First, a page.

U.S. Bureau of Safety and Environmental Enforcement (BSEE)

After worker fractures multiple teeth, U.S. regulator comes up with several recommendations

Following a review of the circumstances surrounding an injury, the U.S. Bureau of Safety and Environmental Enforcement (BSEE) has revealed multiple recommendations for oil and gas operators and contractors on the Outer Continental Shelf (OCS).

U.S. Bureau of Safety and Environmental Enforcement (BSEE)

In a safety alert published last week, BSEE pointed out that a recent injury occurred when a worker used a half-inch breaker bar to remove a three-inch star nut on a stud bolt from a flange. While loosening the star nut, the worker was applying downward force when the tool suddenly broke, causing the worker to fall forward and strike a steel beam, fracturing multiple teeth and causing a lower lip laceration.

Afterwards, the company reported lessons learned from the incident and reminded workers to thoroughly inspect all tools before and during use, and consider other options regarding tool selection to complete a task, such as choosing a hand tool instead of a portable powered tool. 

In addition, the firm advised workers to be aware of their body positioning when performing a job task to avoid pinch point areas or striking other objects in the workplace. This is particularly important when completing a job requiring powered tools, rigging activities, bleeding off pressurized equipment, etc. The company also said that workers should use Stop Work Authority when they see unsafe acts or conditions in the workplace.   

As BSEE reviews injuries of this nature for opportunities to strengthen Safety and Environmental Management Systems (SEMS) programmes to prevent the recurrence of similar types of injuries and to ensure that workers are fully involved in developing and implementing their SEMS plan, the U.S. regulator reviewed this incident.

During the review, BSEE learned that the injured worker was given a full-duty medical release to return to work the same day the trauma occurred. While the regulator has not questioned the adequacy of the injured worker’s medical treatment in this incident, it wants to “remind SEMS participants to be aware of potential conflicts of interest when company-provided physicians provide treatment and make recommendations regarding health and fitness-for-duty decisions.”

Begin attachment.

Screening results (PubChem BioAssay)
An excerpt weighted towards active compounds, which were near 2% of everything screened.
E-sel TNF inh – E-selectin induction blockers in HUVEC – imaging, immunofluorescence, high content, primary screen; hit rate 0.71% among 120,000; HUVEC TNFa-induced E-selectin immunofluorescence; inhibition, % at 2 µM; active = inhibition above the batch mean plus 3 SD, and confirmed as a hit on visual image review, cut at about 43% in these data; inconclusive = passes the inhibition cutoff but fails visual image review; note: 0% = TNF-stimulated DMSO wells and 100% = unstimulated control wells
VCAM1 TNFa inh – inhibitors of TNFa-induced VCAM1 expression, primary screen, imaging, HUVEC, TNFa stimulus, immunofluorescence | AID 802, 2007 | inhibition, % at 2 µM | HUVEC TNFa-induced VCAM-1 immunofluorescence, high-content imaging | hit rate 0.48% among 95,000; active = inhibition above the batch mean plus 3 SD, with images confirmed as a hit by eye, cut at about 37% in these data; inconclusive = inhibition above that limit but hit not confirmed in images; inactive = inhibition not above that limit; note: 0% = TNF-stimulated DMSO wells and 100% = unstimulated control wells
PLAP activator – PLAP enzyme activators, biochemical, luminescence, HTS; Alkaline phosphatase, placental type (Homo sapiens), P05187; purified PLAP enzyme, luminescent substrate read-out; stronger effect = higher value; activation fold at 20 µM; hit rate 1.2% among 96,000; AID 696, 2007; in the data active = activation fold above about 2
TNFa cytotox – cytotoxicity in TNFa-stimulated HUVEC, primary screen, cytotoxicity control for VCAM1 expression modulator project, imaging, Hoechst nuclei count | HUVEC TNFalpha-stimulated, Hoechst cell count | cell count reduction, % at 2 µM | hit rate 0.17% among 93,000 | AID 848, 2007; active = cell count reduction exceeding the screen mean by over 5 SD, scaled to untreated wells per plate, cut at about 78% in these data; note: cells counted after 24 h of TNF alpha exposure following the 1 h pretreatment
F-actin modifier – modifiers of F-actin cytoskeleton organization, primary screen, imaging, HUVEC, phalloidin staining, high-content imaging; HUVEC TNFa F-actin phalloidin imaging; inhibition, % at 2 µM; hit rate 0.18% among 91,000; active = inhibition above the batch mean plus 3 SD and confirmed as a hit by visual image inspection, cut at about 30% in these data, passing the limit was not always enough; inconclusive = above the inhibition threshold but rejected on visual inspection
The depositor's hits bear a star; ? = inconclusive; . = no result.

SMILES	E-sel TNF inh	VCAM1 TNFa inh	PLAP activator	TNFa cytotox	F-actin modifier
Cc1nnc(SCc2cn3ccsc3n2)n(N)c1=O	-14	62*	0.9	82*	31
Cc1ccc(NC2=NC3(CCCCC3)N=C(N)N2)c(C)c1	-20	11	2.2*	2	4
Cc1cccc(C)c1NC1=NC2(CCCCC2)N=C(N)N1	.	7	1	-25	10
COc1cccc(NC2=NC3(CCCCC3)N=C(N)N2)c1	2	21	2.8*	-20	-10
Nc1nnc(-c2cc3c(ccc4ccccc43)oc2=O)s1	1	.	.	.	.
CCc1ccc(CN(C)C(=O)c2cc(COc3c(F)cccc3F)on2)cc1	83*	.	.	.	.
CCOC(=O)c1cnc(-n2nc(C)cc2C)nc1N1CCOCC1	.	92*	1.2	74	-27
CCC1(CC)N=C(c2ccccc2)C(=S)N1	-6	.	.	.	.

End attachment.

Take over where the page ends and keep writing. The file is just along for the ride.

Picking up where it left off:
Broken breaker bar following the incident; Source: BSEE
Broken breaker bar following the incident; Source: BSEE

Furthermore, BSEE is obliged to the public to make its reviews promptly and in this and other incidents reviewed, the reviewing officer perceived a hesitance on the operator’s part to provide requested information, citing concerns about violating privacy laws.  

With this in mind, BSEE recommends that operators and contractors review this incident and consider the lessons learned listed by the company and involve all employees and contractors in reviewing their SEMS to identify and mitigate potential conflicts of interest where they might exist.

Additionally, BSEE recommends that operators and contractors should inform employees of their legal rights and options for medical treatment if injured on the job. For example, under the Jones Act, the Longshore Act, and in most state jurisdictions, workers have the right to seek their own doctors to provide medical treatment and care when injuries occur.  

Moreover, operators and contractors should review all privacy laws and regulations to ensure the medical privacy of all workers and fully understand when and where they are applicable; and review 43 USC Chapter 29, Subchapter III: Outer Continental Shelf Lands Act (OCSLA) and the regulatory requirements of 30 CFR 250 for operators and their SEMS participants to fully understand the lawful obligations to ensure information and records are provided to BSEE in a timely manner.